Senate rejects Sessions’s attempt to call up budget amendments

Greg Nash

Sen. Jeff SessionsJeff SessionsSessions: 'I can be supportive' of Trump's immigration plans Hard-liners shrug off Trump’s softer tone on immigration Trump vows to protect jobs, wages for Hispanic voters MORE (R-Ala.) tried to bring up an amendment to stop a $6 billion cut in military retiree benefits, but didn’t have the votes to set aside the pending amendments.

On Tuesday, Sessions tried to force the Senate to reopen the amendment process on a bipartisan budget deal. Senate Majority Leader Harry ReidHarry Reid10 most expensive House races McConnell: Senate won't take up TPP this year Politicians can’t afford to ignore Latinos MORE (D-Nev.) “filled the amendment tree” to stop other senators from being able to amend the deal.

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“The legislation before us today now is brought forward in a way that will not allow any amendments,” Sessions said. “Nobody can get an amendment to fix this part of the legislation that plainly needs fixing.”

The Senate is considering a budget deal negotiated by Senate Budget Committee Chairwoman Patty MurrayPatty Murray'BernieCare' can save ObamaCare Senate Dems make Zika a campaign issue Rubio calls for lawmakers to return to DC, pass Zika funding MORE (D-Wash.) and her House counterpart, Rep. Paul RyanPaul RyanClinton, Trump sharpen attacks Donald Trump hasn’t moved an inch on immigration Politicians share pup pics for National Dog Day MORE (R-Wis.). The bill sets top-line spending levels for 2014 and 2015 and reduces the sequester spending cuts by $63 billion over the next two years.

To offset the restored sequester cuts, the bill would reduce federal employee retirement benefits by $6 billion. Military retiree benefits are also cut by $6 billion.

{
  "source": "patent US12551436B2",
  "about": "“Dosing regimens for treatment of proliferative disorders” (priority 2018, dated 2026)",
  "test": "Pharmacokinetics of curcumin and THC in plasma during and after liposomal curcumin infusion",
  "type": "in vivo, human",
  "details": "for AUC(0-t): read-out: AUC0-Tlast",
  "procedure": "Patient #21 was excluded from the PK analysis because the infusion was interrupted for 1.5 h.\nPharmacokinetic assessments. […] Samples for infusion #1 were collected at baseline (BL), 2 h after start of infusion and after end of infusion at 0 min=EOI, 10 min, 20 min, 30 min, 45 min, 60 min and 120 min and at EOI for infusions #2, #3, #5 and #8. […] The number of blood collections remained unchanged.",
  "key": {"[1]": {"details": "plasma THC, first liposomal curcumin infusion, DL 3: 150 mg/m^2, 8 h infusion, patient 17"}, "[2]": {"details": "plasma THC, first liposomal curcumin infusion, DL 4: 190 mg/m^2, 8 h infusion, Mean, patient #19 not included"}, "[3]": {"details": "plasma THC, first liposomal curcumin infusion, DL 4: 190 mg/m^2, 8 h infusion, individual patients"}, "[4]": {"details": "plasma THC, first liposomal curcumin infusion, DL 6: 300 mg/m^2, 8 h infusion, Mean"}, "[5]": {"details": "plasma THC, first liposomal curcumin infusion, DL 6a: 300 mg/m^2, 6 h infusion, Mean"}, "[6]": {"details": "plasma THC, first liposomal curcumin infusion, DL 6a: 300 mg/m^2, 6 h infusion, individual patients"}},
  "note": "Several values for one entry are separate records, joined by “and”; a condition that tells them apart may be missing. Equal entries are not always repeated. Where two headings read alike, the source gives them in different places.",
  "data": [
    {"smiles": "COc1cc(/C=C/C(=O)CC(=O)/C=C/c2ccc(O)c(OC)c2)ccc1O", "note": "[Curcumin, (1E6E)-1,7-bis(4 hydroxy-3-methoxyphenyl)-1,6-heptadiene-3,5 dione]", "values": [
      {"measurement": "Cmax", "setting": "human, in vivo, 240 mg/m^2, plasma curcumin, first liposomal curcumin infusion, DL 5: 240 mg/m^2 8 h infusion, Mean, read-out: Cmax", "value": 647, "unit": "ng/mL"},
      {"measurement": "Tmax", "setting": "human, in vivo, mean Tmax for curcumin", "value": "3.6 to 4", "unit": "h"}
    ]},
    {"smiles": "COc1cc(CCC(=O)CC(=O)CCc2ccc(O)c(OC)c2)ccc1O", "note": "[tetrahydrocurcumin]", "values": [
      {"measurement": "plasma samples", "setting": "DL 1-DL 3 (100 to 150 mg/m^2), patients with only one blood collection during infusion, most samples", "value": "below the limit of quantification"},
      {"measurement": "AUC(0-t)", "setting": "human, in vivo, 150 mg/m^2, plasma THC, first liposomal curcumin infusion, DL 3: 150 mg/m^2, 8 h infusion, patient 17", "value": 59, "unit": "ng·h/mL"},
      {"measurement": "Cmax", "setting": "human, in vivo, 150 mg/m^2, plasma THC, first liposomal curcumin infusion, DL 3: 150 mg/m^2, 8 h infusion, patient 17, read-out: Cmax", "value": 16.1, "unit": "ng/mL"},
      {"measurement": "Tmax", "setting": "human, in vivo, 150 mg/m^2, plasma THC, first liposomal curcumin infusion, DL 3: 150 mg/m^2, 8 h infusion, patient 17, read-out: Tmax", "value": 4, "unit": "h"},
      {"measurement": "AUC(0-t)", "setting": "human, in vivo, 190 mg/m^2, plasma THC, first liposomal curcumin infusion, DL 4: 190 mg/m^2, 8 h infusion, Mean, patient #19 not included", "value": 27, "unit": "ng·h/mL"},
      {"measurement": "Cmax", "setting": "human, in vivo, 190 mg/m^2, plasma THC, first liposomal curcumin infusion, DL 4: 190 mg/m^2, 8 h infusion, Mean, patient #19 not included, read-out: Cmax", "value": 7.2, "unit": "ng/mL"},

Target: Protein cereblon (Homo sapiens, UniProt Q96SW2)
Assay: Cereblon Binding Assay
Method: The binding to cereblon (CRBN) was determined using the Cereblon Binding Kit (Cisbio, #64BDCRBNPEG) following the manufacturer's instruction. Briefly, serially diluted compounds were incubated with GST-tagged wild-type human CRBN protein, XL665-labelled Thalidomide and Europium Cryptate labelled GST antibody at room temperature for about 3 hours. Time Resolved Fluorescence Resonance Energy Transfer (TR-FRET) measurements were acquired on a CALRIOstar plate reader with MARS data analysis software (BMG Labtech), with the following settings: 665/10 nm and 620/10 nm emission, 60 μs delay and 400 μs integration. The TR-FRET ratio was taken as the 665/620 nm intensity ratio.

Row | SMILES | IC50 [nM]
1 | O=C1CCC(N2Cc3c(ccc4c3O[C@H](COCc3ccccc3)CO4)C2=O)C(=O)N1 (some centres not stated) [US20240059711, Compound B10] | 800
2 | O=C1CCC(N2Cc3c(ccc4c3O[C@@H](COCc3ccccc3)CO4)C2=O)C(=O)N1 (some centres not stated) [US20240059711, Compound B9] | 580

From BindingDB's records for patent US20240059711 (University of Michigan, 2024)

Sessions asked to set aside Reid’s amendments in order to call up his own, but he didn’t have the votes needed to accomplish the procedural move — a simple majority.

Before the failed 46-54 vote, Murray said Sessions’s motion would “jeopardize” the entire deal, which the House overwhelmingly passed last week. She also said the benefit cuts don't go into effect for two years, giving lawmakers plenty of time to find another way to save $6 billion.

“Jeopardizing this deal right now only threatens our national security,” Murray said. “There is no doubt that improvements will be made where needed, but this motion is an effort to bring down this bill.”

Sens. Kelly AyotteKelly AyotteSanders to campaign for Clinton on Labor Day Republicans slam Biden remarks on closing Gitmo GOP: Ship harassment shows US-Iran relations aren't warming MORE (R-N.H.), Lindsey GrahamLindsey GrahamClinton, Trump sharpen attacks Graham: Let special prosecutor probe Clinton emails The Trail 2016: Clinton’s ups and downs MORE (R-S.C.), James InhofeJames InhofeFeds weigh whether carbon pollution should be measured in highway performance GOP chairman: Kids are ‘brainwashed’ on climate change Feds withdraw lesser prairie-chicken protections MORE (R-Okla.) and Roger WickerRoger WickerMcAuliffe: I wouldn't want a 'caretaker' in Kaine's Senate seat Top GOP senator: Trump will have little effect on Senate races GOP senators to donors: Stick with us regardless of Trump MORE (R-Miss.) joined Sessions in speaking out against the $6 billion cut on the Senate floor.

All Republican senators voted with Sessions. They were joined by Democratic Sen. Kay HaganKay HaganClinton's lead in NC elevates Senate race Democratic National Convention event calendar 10 Senate seats most likely to flip in 2016 MORE (D-N.C.), who is up for a tough reelection in 2014.

The Senate is expected to pass the bill Wednesday afternoon, but it could be sooner if Republicans agree to yield back debate time.  

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